BURYING ST. JOSEPH
Dad hands me a small plastic statue
weaker than a toy soldier.
To sell the house I grew up in
he relies on superstition,
telling me to bury the foster father of Jesus
like believers might dispose of a heretic.
In Mom’s garden, a no man’s land,
I am allowed to break ground
between annual cemetery flowers:
geraniums, marigolds, zinnia, impatiens.
I pierce the soil, black as smokestack fumes.
Wrist deep, I stop.
The house looms over me,
windows staring across the Ohio,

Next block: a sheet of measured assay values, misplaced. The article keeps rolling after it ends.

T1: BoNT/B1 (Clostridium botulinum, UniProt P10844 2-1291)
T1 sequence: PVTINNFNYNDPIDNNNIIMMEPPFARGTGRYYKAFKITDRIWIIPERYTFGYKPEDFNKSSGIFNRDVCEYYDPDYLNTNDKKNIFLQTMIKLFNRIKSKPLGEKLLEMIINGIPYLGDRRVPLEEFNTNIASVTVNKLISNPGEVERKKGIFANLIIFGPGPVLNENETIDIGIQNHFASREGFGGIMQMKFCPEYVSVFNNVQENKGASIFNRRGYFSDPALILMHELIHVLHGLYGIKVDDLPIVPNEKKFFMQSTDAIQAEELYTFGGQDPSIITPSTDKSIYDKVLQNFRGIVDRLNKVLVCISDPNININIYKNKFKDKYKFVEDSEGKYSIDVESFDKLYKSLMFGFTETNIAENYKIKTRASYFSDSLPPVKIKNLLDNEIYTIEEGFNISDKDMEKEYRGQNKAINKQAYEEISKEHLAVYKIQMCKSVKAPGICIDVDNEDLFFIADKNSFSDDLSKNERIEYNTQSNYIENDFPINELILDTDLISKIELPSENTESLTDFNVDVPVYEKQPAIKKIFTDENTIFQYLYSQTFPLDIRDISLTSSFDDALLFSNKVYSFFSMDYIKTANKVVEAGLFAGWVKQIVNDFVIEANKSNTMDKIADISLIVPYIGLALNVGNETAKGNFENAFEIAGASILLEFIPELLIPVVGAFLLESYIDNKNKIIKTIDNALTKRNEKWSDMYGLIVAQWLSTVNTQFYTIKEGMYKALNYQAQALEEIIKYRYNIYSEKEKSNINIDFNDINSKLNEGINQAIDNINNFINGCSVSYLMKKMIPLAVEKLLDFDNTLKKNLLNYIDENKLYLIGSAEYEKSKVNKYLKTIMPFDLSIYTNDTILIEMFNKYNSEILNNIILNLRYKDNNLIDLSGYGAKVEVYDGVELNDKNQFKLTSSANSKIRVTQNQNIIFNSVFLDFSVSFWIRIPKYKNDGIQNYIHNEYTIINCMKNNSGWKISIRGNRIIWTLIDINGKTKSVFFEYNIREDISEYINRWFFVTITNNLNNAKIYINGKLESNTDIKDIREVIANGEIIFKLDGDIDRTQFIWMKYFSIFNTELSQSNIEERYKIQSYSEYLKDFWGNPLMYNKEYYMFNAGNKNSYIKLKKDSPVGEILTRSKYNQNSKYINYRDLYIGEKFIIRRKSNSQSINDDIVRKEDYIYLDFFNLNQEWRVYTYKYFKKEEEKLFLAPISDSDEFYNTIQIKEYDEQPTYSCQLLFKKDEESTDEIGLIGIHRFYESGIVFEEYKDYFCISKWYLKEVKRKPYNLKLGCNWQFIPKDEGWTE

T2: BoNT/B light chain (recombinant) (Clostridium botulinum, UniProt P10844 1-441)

its naked banks once lined with the faith
that steel mills provided.
I feel every bit of thirteen.
When the last handful of earth
refills the hole, for a moment
I ransom time
as the sainted father figure
disappears like childhood
inside the back pocket
of my worn, ill-fitting jeans.